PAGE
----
• Corpus ID: 1743444

Coercion in psychiatric care: what have we learned from research?

  title={Coercion in psychiatric care: what have we learned from research?},
  author={Charles W. Lidz},
  journal={The journal of the American Academy of Psychiatry and the Law},
  volume={26 4},
  • C. Lidz
  • Published 1 December 1998
  • Psychology
  • The journal of the American Academy of Psychiatry and the Law
The use of coercion to assure that people with a mental illness receive treatment has been the focus one of the longest running controversies among mental health professionals. Until quite recently, however, this debate has been almost entirely based on abstract principles. Empirical research concerning coercion was quite limited. Recently, however, research in this field has blossomed. The development of a validated measure of perceived coercion has spawned a variety of new studies. A five… 
Variation in use of coercive measures in psychiatric hospitals
Prevalence of perceived coercion among psychiatric patients: literature review and meta-regression modelling
Coercion was more common in studies outside the USA, among patient populations subject to legal detention and populations studied using the MacArthur Perceived Coercion Scale as opposed to other measures, and among voluntary in-patients reported coercion in care.
Maintaining subjectivity under coercion: Former patients’ experiences of being transformed into an object in psychiatric care
There is a need for an ongoing ethical discussion on how to find common ground between patients and health care workers, where both are viewed as subjects with knowledge and opinions worthy of respect.
Perception of Coercion Among Patients With a Psychiatric Community Treatment Order: A Literature Review.
Coercive elements of CTOs may be reduced through increased patient access to information, better working relationships with service providers, and accessible, fair processes.
Compulsory mental health care in Norway: the treatment criterion.
Informal coercion in psychiatry: a focus group study of attitudes and experiences of mental health professionals in ten countries
A disapproval of informal coercion in theory is often overridden in practice, and dissonance occurs across different sociocultural contexts, tends to make professionals feel uneasy, and requires more debate and guidance.
The perceived coerciveness of involuntary outpatient commitment: findings from an experimental study.
A consequence of OPC is increased perceptions of coercion in the treatment process, which is partially explained by the increased attention by case managers to noncompliance with treatment.
Coercion in psychiatric care – patients’ and relatives’ experiences from four swedish psychiatric services
In one of the centers, where involuntarily admitted patients were treated without locking the doors of the wards, the patients reported less coercion at admission than in the other three centers, and few differences were found between centers among committed and voluntarily admitted patients, respectively.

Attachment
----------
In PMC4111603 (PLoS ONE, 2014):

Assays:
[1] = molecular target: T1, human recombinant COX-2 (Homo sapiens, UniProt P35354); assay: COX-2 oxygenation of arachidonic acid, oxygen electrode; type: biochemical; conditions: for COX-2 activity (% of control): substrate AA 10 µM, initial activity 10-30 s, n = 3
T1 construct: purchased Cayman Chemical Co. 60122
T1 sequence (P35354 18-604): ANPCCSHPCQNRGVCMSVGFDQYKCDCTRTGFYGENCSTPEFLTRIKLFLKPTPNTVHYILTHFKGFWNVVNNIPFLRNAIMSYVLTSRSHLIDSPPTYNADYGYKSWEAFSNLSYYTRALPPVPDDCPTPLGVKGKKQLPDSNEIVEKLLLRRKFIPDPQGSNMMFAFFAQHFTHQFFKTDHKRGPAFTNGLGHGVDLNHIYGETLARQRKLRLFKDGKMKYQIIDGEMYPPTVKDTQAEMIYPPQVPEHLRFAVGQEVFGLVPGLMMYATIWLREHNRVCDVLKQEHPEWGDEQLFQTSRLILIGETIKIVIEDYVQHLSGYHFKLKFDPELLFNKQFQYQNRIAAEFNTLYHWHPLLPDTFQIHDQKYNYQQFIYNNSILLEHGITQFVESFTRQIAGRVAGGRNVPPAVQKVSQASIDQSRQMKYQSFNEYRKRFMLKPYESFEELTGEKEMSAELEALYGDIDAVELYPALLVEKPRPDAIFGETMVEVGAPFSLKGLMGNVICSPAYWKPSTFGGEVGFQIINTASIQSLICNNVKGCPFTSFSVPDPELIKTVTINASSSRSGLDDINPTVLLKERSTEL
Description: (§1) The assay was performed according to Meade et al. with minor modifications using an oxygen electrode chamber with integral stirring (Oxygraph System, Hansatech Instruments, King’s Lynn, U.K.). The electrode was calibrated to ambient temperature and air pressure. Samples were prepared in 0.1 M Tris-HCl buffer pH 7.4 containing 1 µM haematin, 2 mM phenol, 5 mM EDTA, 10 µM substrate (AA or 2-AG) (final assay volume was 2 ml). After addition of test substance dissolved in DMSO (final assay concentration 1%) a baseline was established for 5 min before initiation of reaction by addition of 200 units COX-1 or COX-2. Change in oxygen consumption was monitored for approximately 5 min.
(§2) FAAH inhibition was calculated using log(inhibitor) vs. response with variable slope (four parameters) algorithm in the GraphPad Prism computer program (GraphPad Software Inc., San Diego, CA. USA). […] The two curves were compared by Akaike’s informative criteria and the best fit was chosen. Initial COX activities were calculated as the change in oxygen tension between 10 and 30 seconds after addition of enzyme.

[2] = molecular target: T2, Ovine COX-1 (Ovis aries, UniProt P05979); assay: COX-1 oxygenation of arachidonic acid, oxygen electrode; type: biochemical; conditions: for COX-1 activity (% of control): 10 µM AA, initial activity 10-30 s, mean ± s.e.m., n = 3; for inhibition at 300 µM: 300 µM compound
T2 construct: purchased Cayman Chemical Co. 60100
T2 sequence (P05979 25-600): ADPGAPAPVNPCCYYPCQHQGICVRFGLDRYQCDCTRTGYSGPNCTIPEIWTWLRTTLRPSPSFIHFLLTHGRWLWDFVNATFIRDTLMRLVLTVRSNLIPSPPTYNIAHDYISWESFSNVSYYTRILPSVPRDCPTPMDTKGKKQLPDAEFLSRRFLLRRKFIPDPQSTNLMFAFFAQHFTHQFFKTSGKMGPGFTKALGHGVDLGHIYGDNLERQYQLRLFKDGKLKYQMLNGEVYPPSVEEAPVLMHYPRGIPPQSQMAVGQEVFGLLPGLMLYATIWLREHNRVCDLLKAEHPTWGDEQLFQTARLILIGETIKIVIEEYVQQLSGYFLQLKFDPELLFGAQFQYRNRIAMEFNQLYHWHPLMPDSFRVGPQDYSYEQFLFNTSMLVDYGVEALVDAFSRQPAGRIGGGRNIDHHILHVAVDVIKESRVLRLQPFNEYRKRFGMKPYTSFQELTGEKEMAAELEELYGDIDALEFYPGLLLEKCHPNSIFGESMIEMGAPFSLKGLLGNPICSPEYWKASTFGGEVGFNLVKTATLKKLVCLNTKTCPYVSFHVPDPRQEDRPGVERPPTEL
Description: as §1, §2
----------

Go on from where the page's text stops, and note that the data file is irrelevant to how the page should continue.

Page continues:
Compulsory admissions to psychiatric hospitals in Norway - international comparisons and regional variations
This study presents data on voluntary and compulsory admissions to psychiatric hospitals in Norway in 1996, and confirms the international findings in most fields, except for a higher proportion of women and nonpsychotic patients admitted compulsory.
Perceived dangerousness of children with mental health problems and support for coerced treatment.
Large numbers of people in the United States link children's mental health problems, particularly depression, to a potential for violence and support legally mandated treatment and evaluations appear to reflect the stigma associated with mental illness and the public's concern for parental responsibility.


A philosophical examination of coercion for mental health issues
This article considers two philosophical questions about coercion and mental disorders: (1) an analytical question, i.e., what is meant by the concept of coercion? (2) a normative question, i.e.,
Patient perceptions of coercion in mental hospital admission.
Perceived coercion in mental hospital admission. Pressures and process.
Patients' feelings of being coerced concerning admission appears to be closely related to their sense of procedural justice, and clinicians can minimize the experience of coercion even among those legally committed by attending more closely to procedural justice issues.
Inclusion, motivation, and good faith: the morality of coercion in mental hospital admission.
Patients' perceptions of the morality of attempts by others to influence them to be admitted to the hospital, and of the process by which these influence attempts resulted in admission, are attended to.
Perception of coercion: A pilot study using the Swedish version of the Admission Experience Scale
The Admission Experience Scale has been translated into Swedish and tested in a small pilot study comprising 20 patients, and three individual items dealing with force and threat showed a significant difference between voluntarily and involuntarily admitted patients.
Liberty and psychiatry
The security facilities available in one regional health authority area have been surveyed. The simultaneous run-down of the large mental hospitals and the open-door policy have resulted in a lack of
Principles of biomedical ethics
The principles of biomedical and Islamic medical ethics and an interfaith perspective on end-of-life issues and three cases to exemplify some of the conflicts in ethical decision-making are discussed.
Coercion and the outcome of psychiatric hospitalization.
Impact of coercion on treatment outcome.
Perceptions of coercion in the admission of voluntary and involuntary psychiatric patients.